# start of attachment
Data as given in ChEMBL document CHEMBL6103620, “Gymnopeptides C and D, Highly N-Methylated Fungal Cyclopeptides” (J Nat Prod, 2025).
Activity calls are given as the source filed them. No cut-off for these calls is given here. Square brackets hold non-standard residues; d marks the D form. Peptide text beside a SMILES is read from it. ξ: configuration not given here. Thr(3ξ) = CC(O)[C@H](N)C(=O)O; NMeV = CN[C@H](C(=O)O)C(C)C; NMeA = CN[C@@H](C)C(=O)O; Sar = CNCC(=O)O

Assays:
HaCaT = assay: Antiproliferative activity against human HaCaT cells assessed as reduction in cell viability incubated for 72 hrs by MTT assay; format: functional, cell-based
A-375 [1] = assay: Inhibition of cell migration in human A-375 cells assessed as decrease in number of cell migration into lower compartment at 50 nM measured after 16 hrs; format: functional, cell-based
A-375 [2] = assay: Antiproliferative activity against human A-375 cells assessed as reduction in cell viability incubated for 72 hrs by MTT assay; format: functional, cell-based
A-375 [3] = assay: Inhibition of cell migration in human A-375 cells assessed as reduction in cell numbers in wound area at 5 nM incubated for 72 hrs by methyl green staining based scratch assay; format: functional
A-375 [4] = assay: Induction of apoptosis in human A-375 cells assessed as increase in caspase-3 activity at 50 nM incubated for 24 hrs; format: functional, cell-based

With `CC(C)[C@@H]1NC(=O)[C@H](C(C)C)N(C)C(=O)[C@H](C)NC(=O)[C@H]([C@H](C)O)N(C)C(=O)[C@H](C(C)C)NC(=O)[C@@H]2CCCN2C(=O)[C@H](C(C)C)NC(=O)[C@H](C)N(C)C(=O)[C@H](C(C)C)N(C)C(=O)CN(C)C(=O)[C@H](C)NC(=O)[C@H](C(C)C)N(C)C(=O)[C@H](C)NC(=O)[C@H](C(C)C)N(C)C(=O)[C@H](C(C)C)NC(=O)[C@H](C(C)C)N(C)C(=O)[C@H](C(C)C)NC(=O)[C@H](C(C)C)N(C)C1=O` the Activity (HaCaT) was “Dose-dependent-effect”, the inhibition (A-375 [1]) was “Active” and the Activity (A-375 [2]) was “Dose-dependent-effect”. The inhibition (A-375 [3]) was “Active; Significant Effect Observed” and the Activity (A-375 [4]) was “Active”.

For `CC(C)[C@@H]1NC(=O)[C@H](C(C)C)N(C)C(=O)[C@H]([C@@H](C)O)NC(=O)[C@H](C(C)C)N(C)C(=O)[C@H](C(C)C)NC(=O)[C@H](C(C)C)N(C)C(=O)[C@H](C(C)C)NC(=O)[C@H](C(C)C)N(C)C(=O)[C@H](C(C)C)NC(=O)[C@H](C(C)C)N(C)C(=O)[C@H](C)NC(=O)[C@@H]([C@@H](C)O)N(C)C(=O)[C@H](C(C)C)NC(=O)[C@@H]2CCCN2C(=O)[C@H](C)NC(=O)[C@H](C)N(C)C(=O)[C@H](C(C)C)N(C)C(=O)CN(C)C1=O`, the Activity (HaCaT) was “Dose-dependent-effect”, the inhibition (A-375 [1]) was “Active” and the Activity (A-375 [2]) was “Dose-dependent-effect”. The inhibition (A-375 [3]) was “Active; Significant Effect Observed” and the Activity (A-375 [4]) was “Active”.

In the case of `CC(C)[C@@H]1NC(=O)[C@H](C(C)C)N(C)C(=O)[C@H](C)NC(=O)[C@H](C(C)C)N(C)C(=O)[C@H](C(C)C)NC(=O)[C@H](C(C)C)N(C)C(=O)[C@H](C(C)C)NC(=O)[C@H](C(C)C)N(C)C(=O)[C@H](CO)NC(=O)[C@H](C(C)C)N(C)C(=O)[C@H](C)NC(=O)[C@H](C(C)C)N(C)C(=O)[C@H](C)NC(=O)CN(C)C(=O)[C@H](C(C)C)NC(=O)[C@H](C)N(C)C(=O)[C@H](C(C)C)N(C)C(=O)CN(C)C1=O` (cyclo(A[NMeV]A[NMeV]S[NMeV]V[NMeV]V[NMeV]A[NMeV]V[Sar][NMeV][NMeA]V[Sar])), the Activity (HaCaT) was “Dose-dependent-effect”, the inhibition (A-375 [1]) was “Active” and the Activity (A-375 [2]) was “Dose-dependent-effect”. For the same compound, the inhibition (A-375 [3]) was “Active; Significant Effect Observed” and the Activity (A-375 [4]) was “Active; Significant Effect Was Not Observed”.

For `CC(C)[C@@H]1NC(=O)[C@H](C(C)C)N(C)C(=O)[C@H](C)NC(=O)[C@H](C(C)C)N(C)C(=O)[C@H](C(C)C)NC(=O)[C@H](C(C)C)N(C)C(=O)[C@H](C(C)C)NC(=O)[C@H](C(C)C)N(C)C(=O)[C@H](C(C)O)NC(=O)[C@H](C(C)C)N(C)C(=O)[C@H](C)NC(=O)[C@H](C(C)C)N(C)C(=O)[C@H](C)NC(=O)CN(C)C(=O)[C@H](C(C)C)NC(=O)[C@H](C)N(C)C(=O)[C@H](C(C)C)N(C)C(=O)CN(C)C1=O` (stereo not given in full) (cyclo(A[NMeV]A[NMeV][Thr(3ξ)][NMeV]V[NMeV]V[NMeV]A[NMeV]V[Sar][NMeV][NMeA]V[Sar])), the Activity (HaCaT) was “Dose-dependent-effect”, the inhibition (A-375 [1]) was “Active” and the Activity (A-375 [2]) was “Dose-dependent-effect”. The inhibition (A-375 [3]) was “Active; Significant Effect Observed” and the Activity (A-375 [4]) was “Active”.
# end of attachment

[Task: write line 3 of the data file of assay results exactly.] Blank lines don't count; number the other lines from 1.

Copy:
Assays: